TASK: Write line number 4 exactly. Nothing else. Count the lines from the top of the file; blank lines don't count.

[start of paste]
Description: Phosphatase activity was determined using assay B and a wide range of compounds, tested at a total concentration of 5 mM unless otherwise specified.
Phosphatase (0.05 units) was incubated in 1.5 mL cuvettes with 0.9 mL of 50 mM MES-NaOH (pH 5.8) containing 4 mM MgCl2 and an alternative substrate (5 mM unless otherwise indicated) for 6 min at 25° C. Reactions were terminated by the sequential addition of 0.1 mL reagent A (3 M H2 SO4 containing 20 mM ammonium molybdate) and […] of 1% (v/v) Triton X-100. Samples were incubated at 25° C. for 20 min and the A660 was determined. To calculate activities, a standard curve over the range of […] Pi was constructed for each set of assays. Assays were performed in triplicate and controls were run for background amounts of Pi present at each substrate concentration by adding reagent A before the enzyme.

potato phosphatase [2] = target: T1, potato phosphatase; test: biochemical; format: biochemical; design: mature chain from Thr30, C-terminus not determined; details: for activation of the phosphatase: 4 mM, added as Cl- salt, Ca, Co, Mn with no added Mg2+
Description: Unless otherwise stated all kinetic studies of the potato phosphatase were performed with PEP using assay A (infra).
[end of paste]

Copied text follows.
Description: Unless otherwise stated all kinetic studies of the potato phosphatase were performed with PEP using assay A (infra).